September 15, 2018

"Li’s career as a kusang ren — or 'funeral wailer' — is part of a tradition that now blends centuries-old rites with modern-day spectacle..."

"... to send deceased relatives off in style. Li’s days are filled with mourning, as families hire him to perform melodramatic dirges at ceremonies honoring the dead. Surrounded by grieving family members, Li contorts his face in agony, howling into the microphone until his voice goes hoarse. With his kusang performances, the funerals become lively occasions for the dead" (Sixth Tone)(video at the link, so you can hear what professional wailing sounds like).

AND: Here's the Wikipedia article "Professional mourning":
Professional mourning or paid mourning is an occupation that originates from Egyptian, Chinese, Mediterranean and Near Eastern cultures. Professional mourners, also called moirologists, are compensated to lament or deliver a eulogy and help comfort and entertain the grieving family.... Held in high esteem in some cultures and times, the practice was vilified in others, such as the Chinese Cultural Revolution.... Professional mourning is still practiced in China and other Asian countries....

16 comments:

Bob said...

Let's hire some for the Democrats to bewail the death of their dreams.

john said...

One of the stages of grief is letting go. God, can that guy let go.

buwaya said...

Oliver Twist

Rob said...

Bob is on the right track, but better for the Democrats to find gainful employment as professional mourners. They’ve been practicing the wailing since November 2016.

john said...

I sometimes get this irrational fear that no one will show up to my funeral, except perhops my wife and kids. Just to alleviate that fear, maybe I should prepay someone like him to show up. Maybe it's not irrational.

Wow, he even does duets (see -1.22)!

Fernandinande said...

Remind me to not die over there.

Narayanan said...

Could have used one for McCain.

mikee said...

I, for one, prefer the tradition of Sin Eaters, who are invited into a funeral to eat a meal which supposedly contains or represents the sins of the deceased. Taking the sins of another onto oneself is altruistic.

Then again, it was usually really poor people who became Sin Eaters. And they were castigated as unclean afterwards. So not so good a gig, eh?

William said...

It doesn't sound like an interesting life. I suppose if you're a true melancholic, then you get paid for doing what you love, but even for a natural Debbie Downer, you have to tune out a lot of stuff to deliver a good wail.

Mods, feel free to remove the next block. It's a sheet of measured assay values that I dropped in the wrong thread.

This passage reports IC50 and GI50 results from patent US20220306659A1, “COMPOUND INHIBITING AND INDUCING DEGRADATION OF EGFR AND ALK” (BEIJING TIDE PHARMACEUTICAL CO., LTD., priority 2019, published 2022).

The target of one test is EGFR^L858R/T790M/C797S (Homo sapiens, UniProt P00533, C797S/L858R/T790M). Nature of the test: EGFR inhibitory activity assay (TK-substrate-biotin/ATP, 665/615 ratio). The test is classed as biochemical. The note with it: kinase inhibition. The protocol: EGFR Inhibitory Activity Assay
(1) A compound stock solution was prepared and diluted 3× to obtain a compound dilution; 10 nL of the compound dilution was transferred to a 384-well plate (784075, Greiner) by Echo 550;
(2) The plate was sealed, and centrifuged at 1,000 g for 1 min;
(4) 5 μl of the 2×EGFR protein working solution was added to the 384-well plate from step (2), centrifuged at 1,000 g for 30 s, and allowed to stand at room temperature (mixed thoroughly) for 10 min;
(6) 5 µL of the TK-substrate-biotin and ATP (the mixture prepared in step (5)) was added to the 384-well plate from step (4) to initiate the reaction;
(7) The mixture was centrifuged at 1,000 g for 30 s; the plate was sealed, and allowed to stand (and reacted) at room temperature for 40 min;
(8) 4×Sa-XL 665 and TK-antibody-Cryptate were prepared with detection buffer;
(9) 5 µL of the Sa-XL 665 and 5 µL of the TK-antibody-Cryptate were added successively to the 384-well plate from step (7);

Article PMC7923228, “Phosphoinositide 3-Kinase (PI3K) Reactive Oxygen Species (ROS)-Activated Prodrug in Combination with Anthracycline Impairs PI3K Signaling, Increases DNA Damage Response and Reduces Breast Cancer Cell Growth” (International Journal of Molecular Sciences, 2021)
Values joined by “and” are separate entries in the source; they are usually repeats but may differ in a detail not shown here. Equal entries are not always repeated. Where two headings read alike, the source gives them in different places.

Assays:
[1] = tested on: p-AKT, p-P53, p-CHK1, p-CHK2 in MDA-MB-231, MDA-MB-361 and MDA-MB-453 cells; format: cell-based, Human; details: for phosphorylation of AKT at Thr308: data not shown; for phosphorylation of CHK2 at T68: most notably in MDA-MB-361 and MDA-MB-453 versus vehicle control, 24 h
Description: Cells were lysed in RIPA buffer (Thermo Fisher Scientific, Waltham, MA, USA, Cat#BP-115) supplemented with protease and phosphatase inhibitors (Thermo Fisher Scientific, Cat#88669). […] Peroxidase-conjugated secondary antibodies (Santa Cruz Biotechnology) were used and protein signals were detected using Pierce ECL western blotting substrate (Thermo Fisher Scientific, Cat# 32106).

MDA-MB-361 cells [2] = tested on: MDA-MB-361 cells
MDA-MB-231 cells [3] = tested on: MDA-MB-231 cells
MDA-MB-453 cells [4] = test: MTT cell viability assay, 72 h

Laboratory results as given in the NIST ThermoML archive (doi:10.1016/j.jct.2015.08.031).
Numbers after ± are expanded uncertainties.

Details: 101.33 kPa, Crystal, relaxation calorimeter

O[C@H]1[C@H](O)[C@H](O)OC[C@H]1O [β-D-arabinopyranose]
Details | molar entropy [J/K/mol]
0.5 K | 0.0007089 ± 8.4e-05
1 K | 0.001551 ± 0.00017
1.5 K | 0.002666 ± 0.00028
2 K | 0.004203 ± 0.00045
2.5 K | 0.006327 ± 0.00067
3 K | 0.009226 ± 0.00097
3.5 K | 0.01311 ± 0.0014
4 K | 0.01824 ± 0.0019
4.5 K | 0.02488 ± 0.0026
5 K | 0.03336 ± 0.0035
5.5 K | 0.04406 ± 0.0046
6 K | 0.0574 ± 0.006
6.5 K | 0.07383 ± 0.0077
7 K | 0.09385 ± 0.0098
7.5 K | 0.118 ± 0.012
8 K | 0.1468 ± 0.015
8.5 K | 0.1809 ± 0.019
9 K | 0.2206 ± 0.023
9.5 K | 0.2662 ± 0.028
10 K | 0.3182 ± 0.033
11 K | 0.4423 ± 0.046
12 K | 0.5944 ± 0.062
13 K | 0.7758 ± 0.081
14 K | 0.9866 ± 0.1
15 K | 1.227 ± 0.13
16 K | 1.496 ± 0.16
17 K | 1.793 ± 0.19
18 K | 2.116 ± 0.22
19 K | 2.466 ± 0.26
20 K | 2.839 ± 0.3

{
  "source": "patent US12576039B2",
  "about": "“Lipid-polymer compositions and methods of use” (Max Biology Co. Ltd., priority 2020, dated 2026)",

William said...
This comment has been removed by the author.
RK said...

The American in me would be embarrassed at the insincerity of it.

Leora said...

I thought of It Oliver Twist to

rcocean said...

The Democrats might hire him, if Trump wins in 2020.

cathy said...

My friend isn't paid but she's good at this as it is part of Maori funerals. As the family moves on to the meeting area a chant starts from the officials, the wailer cries, and younger people start a haka with rhythmic stomping, clubs banging the ground and a song/chant. After the 3 days since the death, the body is carried off in a similar manner, with a few wailers following. Walk over to the cemetery. The family and community dig the grave and bury the body. Then people go eat. Seems pretty proper. It's a big deal traveling far and attending funerals of people one knows or extended family.

Jason said...

Long tradition in Ireland as well:

https://www.libraryireland.com/articles/IrishFuneralCryDPJ1-31/index.php

It's called "keening," and is a transliteration of the Irish Caoineadh, meaning "lament." Very long tradition of Sean nos songs and airs with this title and function.

https://en.wikipedia.org/wiki/Caoineadh_Airt_U%C3%AD_Laoghaire

The great James Kelly, a fiddler, plays one here, Caoineadh of the Spalpin, and explains it here, and plays it beautifully.

https://www.youtube.com/watch?v=M2P_SnWaAo8



The Crack Emcee said...

john said...

"I sometimes get this irrational fear that no one will show up to my funeral, except perhops my wife and kids."

I do not get you guys at all. But I am understanding what blacks have been contending with all these centuries.

[Shaking my head] It's hopeless, that we'll ever cope with people this insecure, at all times. Always worried about what someone thinks, worried about what happens after you die - just worried - and filling the world with it.

Blacks worry about being around white people.

We're just not THAT insecure.